mood swings

Women and Their Mood Swings

Women and Their Mood Swings

What is a shift in mood?

In moments of feeling happy or elated, if you have ever felt angry or upset, you may have noticed a shift in mood. These unexpected and drastic shifts in emotion may appear as if they are coming on for no reason. There are however a couple of common factors that may be responsible.

What causes shifts in mood?

 Mood Swings

Many situations and lifestyle decisions can cause women to experience significant mood changes. They include:

Premenstrual syndrome

Premenstrual Syndrome (PMS)

PMS (premenstrual syndrome) is a group of symptoms that occur 1 to 2 weeks before a period in women. PMS can cause fatigue, changes in appetite, depression, bloating, and more in addition to mood shifts. Most women, 90%, experience such PMS-like symptoms prior to their periods. There can be variations in the severity of these symptoms from month to month. With age, they can get worse or improve.

It’s unclear why these symptoms are caused by this premenstrual phase. Scientists agree that variations in the hormone oestrogen are most likely to blame. The oestrogen levels of a woman rise and fall rapidly in the days and weeks before a period. 1 to 2 days after menstruation starts, they level out. Such changes can influence mood and actions.

Premenstrual dysphoric disorder (PMDD)

Premenstrual dysphoric disorder: mood swings

A more extreme and rare form of PMS is premenstrual dysphoric disorder (PMDD). Up to 5% of women of childbearing age are affected by PMDD. Extreme mood swings, serious depression, extreme irritability, and more are signs of PMDD.

To treat PMDD, lifestyle therapies alone are rarely adequate. In order to find relief from symptoms, including severe mood swings, many women will incorporate complementary therapies, such as stress management and dietary changes, with medication.

Stress

Stress : mood swings

In a number of negative ways, stress and worry affect the body and health. Your mood can be one such area. Frustrations, fears, and a constant state of stress can, along with other psychological problems, lead to extreme mood changes.

Psychiatric causes

Disposition may be affected by psychiatric factors and behavioural conditions and cause symptoms such as mood changes. These disorders include hyperactivity deficit of attention (ADHD), depression, bipolar disorder, and more. The effects of severe mood swings and any other symptoms you can encounter will most likely be relieved by treating these conditions.

Imbalance in Hormones

In PMS-related mood changes, oestrogen can play a role, but other hormones may influence mood, too. A common hormone disorder is hypothyroidism, a condition in which the thyroid gland doesn’t produce enough hormones. It can influence mood and give rise to other symptoms.

Puberty

In a child’s life, puberty is a period of mental, physical and psychological changes. During this period of life, mood swings and unexplained emotional reactions can be normal.

Pregnancy

 Pregnancy: mood swings

During pregnancy, changes in hormone levels can lead to changes in emotions and mood. Plus, pregnant women also undergo physical changes and emotional stress, which may make complications more serious, such as mood changes and emotional outpourings. But isn’t it all worth it for a gift of a lifetime?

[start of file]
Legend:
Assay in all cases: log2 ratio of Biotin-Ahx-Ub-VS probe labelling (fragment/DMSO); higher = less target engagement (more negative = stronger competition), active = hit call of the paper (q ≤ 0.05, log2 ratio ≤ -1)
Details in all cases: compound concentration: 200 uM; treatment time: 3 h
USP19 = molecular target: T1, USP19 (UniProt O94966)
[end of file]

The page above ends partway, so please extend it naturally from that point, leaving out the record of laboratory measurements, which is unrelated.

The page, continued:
Menopause

Menopause

A duration of mood swings is correlated with another significant change in life, menopause. Many women experience a number of symptoms as levels of oestrogen drop, including mood swings, hot flashes, insomnia, and diminished sex drive. To help ease the low-oestrogen period of life, some doctors will offer hormone replacement medications to perimenopausal women.

How to handle major mood shifts

To prevent potential changes in mood and feelings, it is possible to regulate your mood and strengthen your wellbeing. The following mood improvement therapies concentrate on lifestyle or alternative remedies that you can try at home. Sometimes other therapies, including prescription drugs, are used.

Exercise daily

Regular, daily exercise

For your physical and mental health, travelling and exercising are great. They can also help you to handle or prevent mood changes. Your body releases feel-good hormones and endorphins when you exercise, which can help relieve stress and improve mood. Five days a week, strive for 30 minutes of moderate exercise.

Stop caffeine, sugar and alcohol

 No Alcohol, Sugar and Caffeine

These stimulants and depressants can affect your natural state, exacerbating or triggering mood swings in the first place. Yes, caffeine can help you feel less tired, but anxiety and nervousness can also be amplified.

Alcohol is a depressant that can make bad moods worse or make you irrationally act. Sugary foods can cause swings in your blood sugar level while being delicious. These fluctuations can cause mood changes and other symptoms. In order to preserve stable moods, cut back as much as you can on all three foods.

Modify your diet

 diet

It may be common to eat big meals three times a day but consuming smaller meals may be better for mood stability. This is because blood sugar changes can lead to emotional shifts following large meals. In order to keep these drastic changes in mood at bay, smaller meals, divided during the day will help regulate your blood sugar.

Stay Calm

 Meditation

Stress and anxiety can exacerbate the symptoms of many disorders, including PMS. Learning to handle stress will help you to prevent problems, including mood swings, whether you are anxious, taxed, or otherwise stressed. To help relieve stress, meditation, deep breathing, and yoga are all known to help. There may also be extremely effective massage therapy or talk therapy.

Mood swings are normal and by now you might have gotten used to it. But with these tips, you don’t have to.